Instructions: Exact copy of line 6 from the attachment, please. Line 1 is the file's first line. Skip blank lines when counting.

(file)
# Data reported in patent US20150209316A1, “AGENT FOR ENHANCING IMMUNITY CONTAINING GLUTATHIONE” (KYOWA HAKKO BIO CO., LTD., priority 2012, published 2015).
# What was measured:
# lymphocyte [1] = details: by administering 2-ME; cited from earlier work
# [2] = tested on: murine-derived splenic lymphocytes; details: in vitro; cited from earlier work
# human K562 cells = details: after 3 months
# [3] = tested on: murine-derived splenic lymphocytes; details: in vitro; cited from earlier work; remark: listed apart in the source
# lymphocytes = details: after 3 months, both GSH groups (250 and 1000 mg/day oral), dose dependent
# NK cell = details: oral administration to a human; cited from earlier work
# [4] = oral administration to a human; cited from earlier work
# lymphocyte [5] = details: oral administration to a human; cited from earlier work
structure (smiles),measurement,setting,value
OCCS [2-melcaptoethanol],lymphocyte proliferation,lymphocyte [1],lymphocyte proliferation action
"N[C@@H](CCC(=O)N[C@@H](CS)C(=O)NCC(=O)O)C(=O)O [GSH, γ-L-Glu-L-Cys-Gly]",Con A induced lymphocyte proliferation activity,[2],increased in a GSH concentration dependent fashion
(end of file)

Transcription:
# [3] = tested on: murine-derived splenic lymphocytes; details: in vitro; cited from earlier work; remark: listed apart in the source